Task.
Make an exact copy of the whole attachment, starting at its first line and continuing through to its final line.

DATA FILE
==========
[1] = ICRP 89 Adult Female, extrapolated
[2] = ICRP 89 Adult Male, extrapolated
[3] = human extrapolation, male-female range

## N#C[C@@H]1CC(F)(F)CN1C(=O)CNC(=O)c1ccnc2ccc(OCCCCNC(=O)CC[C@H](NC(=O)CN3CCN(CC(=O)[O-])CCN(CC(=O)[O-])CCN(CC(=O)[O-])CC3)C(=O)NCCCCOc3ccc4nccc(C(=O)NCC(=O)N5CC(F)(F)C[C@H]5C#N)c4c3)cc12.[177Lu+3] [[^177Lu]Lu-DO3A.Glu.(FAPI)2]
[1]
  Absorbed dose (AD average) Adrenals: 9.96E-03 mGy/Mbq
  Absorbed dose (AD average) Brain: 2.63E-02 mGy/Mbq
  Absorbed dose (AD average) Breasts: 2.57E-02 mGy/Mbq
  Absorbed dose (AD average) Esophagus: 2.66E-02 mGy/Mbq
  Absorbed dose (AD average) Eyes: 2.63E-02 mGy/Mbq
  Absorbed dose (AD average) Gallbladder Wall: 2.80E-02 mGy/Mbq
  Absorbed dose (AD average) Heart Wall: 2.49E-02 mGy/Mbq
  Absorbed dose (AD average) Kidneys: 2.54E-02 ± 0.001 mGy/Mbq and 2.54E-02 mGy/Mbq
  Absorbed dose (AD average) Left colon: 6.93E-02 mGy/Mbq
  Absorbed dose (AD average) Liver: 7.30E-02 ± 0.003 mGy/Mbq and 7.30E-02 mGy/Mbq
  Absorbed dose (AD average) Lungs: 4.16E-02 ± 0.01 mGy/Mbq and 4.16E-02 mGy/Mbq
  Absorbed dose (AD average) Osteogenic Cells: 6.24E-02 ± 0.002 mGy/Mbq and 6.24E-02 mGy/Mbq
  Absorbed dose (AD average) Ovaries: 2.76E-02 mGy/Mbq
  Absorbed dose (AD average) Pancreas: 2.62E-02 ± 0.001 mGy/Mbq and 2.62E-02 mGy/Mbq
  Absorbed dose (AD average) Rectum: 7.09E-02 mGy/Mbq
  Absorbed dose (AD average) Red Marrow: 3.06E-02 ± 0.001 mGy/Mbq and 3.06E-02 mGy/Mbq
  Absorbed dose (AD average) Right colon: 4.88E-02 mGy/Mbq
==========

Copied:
[1] = ICRP 89 Adult Female, extrapolated
[2] = ICRP 89 Adult Male, extrapolated
[3] = human extrapolation, male-female range

## N#C[C@@H]1CC(F)(F)CN1C(=O)CNC(=O)c1ccnc2ccc(OCCCCNC(=O)CC[C@H](NC(=O)CN3CCN(CC(=O)[O-])CCN(CC(=O)[O-])CCN(CC(=O)[O-])CC3)C(=O)NCCCCOc3ccc4nccc(C(=O)NCC(=O)N5CC(F)(F)C[C@H]5C#N)c4c3)cc12.[177Lu+3] [[^177Lu]Lu-DO3A.Glu.(FAPI)2]
[1]
  Absorbed dose (AD average) Adrenals: 9.96E-03 mGy/Mbq
  Absorbed dose (AD average) Brain: 2.63E-02 mGy/Mbq
  Absorbed dose (AD average) Breasts: 2.57E-02 mGy/Mbq
  Absorbed dose (AD average) Esophagus: 2.66E-02 mGy/Mbq
  Absorbed dose (AD average) Eyes: 2.63E-02 mGy/Mbq
  Absorbed dose (AD average) Gallbladder Wall: 2.80E-02 mGy/Mbq
  Absorbed dose (AD average) Heart Wall: 2.49E-02 mGy/Mbq
  Absorbed dose (AD average) Kidneys: 2.54E-02 ± 0.001 mGy/Mbq and 2.54E-02 mGy/Mbq
  Absorbed dose (AD average) Left colon: 6.93E-02 mGy/Mbq
  Absorbed dose (AD average) Liver: 7.30E-02 ± 0.003 mGy/Mbq and 7.30E-02 mGy/Mbq
  Absorbed dose (AD average) Lungs: 4.16E-02 ± 0.01 mGy/Mbq and 4.16E-02 mGy/Mbq
  Absorbed dose (AD average) Osteogenic Cells: 6.24E-02 ± 0.002 mGy/Mbq and 6.24E-02 mGy/Mbq
  Absorbed dose (AD average) Ovaries: 2.76E-02 mGy/Mbq
  Absorbed dose (AD average) Pancreas: 2.62E-02 ± 0.001 mGy/Mbq and 2.62E-02 mGy/Mbq
  Absorbed dose (AD average) Rectum: 7.09E-02 mGy/Mbq
  Absorbed dose (AD average) Red Marrow: 3.06E-02 ± 0.001 mGy/Mbq and 3.06E-02 mGy/Mbq
  Absorbed dose (AD average) Right colon: 4.88E-02 mGy/Mbq